AUGUSTA, Maine — The Maine Center for Disease Control and Prevention warned people Tuesday of the dangers of carbon monoxide poisoning as winter approaches.

Since November 1, 2018, thirteen people have been poisoned in Maine by carbon monoxide gas because of improper use of gas-powered generators, faulty heating systems, and working on running engines in a closed garage, the Maine CDC reported.

In Maine, 68 percent of carbon monoxide poisonings happen between November and March.

“Fortunately, these recent cases have not resulted in any deaths but serve as a reminder of how important it is to operate generators safely, check that heating appliances are properly maintained and vented, and to make sure there are working carbon monoxide detectors in the home. Most important, do not operate engines in enclosed spaces,” Maine CDC Director, Dr. Bruce Bates said in a statement.

Anything that burns fuel, such as an oil or propane boiler or wood stove, produces carbon monoxide gas. Carbon monoxide cannot be seen, smelled or tasted. The gas can quickly build up inside a home without anyone noticing.

Gas-powered generators, which people in Maine use frequently during winter power outages, produce significant amounts of carbon monoxide: one generator can produce as much as 100 idling cars.

Properly storing and operating the generator is critical to avoid danger.

“We want people to know how dangerous it is to run gas-powered generators in a basement, cellar bulkhead, garage, on any enclosed space, which may be tempting to do during weather-related power outages,” warned Dr. Bates. “Now, before we have any severe weather, is a great time to make a plan to safely use a gas-powered generator during power outages.”

Anyone with a portable generator should have an extension cord long enough that the generator can run outside, at least 15 feet from windows or doors. Be prepared to keep the generator protected from rain, ice, and snow.

Though it may also be tempting during the cold months to work on engines in garages while the motor is running, this can also be very dangerous. About one-in-five carbon monoxide poisonings each year occur in garages, sheds, or barns while people conduct engine repair or maintenance. Even with windows or doors left open, carbon monoxide can build up inside to dangerous levels.

TIPS FROM THE MAINE CDC:

While the best way to prevent carbon monoxide poisoning is to not let carbon monoxide gas build up in your home, having carbon monoxide detectors with a battery back-up near every sleeping area can save lives and is especially important when heating your home. As of 2016, an estimated seven out of every 10 households in Maine had a carbon monoxide detector, nearly double that of 2004. Regularly check that all detectors have fresh batteries and are functioning properly. If the alarm on your detector goes off, assume it is because of carbon monoxide and not a dead battery and leave the house immediately. Call the fire department or 911 and do not go back into your home until the fire department tells you it is safe.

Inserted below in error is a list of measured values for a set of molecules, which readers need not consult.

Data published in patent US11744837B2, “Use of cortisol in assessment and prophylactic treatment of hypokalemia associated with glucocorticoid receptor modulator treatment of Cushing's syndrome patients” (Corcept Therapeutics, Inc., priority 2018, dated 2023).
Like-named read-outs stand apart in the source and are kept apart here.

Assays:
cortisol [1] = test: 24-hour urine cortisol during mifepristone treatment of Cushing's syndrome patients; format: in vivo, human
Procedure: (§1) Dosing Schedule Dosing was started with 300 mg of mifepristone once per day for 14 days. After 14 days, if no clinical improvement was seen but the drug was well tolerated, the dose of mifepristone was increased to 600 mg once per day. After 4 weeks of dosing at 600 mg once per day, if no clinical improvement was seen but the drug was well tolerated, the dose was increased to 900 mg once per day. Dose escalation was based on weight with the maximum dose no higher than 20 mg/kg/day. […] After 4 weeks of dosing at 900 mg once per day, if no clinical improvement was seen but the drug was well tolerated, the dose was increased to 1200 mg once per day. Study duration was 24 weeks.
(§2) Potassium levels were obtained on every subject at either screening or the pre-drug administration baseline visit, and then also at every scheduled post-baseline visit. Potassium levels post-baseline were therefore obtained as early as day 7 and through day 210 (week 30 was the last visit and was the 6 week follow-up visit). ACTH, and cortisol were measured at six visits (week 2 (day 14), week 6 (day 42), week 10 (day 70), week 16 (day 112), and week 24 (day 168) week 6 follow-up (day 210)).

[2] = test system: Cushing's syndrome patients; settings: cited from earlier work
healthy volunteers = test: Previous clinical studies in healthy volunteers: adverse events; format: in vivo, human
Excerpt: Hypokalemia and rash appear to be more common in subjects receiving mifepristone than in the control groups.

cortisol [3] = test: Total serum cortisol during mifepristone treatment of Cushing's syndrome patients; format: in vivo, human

Facts about Carbon Monoxide Poisoning

  • Warning signs of carbon monoxide poisoning are flu-like symptoms, such as headache, nausea, vomiting, dizziness, drowsiness, and confusion, but no fever.
  • Carbon monoxide poisoning can cause loss of consciousness and death.
  • People who are sleeping or intoxicated can die from carbon monoxide poisoning before ever experiencing symptoms. All people are susceptible to carbon monoxide poisoning.
  • Annually, there are approximately 100 emergency department visits for carbon monoxide poisoning and between one and three deaths.

How to Prevent Carbon Monoxide Poisoning During Winter Months

  • Service your heating system, water heater, and any other gas, oil, or coal burning appliances every year. Make sure appliance and heating exhaust vents are not blocked by snow after storms.
  • Place generators outdoors in the fresh air. Keep it at least 15 feet from windows or doors. Do not put a generator in a closed or partly closed space, like a basement, cellar bulkhead, or attached garage. It’s a good idea to check now, before the power goes out, to make sure your extension cord is long enough. Carbon monoxide can build up to dangerous levels in these spaces.

Make a plan for how to keep your generator dry and protected from ice and snow so you are not tempted to bring it inside a garage or other enclosed structure. Generators also pose a risk of shock and electrocution, especially in wet conditions. Dry your hands before touching a generator.

Place a carbon monoxide detector that is battery powered (or has battery back-up power) outside each sleeping area. By law, all rental units must have a carbon monoxide detector—talk to your landlord if you don’t have one in your apartment or rental house. Carbon monoxide detectors are in most stores. Look for the UL mark with the "Single Station Carbon Monoxide Alarm" statement.

Do not use outdoor cooking devices, such as grills or camp stoves, indoors. Do not leave vehicles or any other gas-powered motors running inside a garage or other enclosed space. Don't try to heat your home with a gas oven.

Leave the house at once.

Call the fire department or 911.

Get medical attention. Call the Poison Center (1-800-222-1222) or your doctor after you leave the house.

Do not go back into the building until the fire department tells you it is safe.